Media impact on the special election
Sat Jan 23 22:03:54 EST 2010
In addition I think that come presidential election time, electoral
votes are awarded to the same number of Senators and Representatives
in each state. MA would have 2 Sens and 10 Reps,
VT 2 Sens and 1 Rep. States like California are big prizes to be won.
Add them up and you get 535:
100 Senators and 435 Representatives --then add 3 for D.C. for a total
of 538. However when a census is done, a state can lose a district or
Mass. used to have 12 or even as many as 14 districts but lost
population and it's been 10 for awhile. Who knows, could go down to 9.
If this happens one Rep will be "gerrymandered out".
Maps will be redrawn.
The term comes from former MA gov Elbridge Gerry (of Marblehead, I
think); a map drawn of one district (mine, Essex County) looked like a
strange creature-- Gerry + Salamander, hence the term?
State house and senate districts also can be gerrymandered and take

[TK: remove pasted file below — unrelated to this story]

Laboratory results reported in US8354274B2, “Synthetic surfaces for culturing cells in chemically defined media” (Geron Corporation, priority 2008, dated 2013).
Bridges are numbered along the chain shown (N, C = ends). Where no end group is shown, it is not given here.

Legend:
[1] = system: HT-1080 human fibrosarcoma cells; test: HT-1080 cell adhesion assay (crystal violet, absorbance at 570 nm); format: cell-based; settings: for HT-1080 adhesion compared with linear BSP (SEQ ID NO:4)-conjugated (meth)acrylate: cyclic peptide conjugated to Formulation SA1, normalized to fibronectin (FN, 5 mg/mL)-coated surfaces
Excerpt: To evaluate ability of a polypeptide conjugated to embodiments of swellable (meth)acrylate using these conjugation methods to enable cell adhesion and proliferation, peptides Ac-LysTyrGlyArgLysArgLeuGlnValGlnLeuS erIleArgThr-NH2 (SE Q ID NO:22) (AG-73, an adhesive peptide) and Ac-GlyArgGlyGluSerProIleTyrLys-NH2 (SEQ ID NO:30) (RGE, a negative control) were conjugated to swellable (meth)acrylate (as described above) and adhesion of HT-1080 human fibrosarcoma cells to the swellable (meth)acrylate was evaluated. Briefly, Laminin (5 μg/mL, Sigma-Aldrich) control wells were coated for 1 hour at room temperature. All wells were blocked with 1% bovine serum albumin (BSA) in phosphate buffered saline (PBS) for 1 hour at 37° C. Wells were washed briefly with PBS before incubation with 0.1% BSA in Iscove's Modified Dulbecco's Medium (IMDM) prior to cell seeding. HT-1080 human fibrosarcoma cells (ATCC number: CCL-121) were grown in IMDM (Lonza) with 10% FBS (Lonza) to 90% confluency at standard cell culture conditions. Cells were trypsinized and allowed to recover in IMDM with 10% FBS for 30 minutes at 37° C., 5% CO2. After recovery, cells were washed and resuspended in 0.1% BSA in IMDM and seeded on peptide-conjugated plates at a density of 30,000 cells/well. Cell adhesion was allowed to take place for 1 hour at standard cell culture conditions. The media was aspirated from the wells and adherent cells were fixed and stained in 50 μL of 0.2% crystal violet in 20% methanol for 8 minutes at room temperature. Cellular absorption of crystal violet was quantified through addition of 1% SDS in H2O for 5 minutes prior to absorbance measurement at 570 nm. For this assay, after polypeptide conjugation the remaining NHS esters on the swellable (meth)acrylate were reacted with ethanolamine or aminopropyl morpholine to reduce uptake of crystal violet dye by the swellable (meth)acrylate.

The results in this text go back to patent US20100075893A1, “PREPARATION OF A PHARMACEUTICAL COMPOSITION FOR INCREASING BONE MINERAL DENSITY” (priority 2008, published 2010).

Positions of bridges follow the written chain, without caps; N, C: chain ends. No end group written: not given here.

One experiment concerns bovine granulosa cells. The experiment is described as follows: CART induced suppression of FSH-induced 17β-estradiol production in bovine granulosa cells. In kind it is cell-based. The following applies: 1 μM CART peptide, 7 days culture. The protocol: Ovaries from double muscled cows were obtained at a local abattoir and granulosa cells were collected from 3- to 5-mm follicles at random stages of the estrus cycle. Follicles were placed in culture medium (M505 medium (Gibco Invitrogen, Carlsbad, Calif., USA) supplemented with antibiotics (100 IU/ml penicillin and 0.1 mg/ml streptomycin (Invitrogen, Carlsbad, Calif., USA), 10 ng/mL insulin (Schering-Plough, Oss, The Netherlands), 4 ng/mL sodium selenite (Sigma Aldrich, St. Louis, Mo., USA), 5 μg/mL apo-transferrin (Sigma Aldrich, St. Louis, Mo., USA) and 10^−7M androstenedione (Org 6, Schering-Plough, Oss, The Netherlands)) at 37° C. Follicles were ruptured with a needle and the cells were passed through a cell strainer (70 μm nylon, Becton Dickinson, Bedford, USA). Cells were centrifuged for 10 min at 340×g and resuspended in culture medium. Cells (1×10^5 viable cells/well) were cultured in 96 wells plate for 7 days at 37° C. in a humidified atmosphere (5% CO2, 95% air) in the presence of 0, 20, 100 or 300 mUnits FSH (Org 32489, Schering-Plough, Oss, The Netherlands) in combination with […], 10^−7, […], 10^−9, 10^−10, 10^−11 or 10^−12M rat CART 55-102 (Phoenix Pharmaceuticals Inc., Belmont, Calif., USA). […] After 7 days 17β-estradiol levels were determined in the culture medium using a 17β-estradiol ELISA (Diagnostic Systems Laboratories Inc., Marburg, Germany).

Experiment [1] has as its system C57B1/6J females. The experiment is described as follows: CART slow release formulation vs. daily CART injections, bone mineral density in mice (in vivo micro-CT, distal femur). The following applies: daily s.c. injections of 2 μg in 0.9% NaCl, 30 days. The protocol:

on weird shapes. Scott Brown's state senate district includes Howie's
town of Wellesley and heads all the way down to Wrentham near the R.I.
On Sat, Jan 23, 2010 at 3:41 PM, Bill O'Neill <email@example.com> wrote:
> SteveOrdinetz wrote:
>> Excuse the stupid question, but I've lived in N.H. most of my life and
>> Mass. politics is peripheral at best. What encompasses the district that
>> was former Ted Kennedy's? Western Mass, the Cape & Boston area all one
>> district? Talk about gerrymandering!
> The U.S. Senators (2 per state) are all at-large.
> Bill O'
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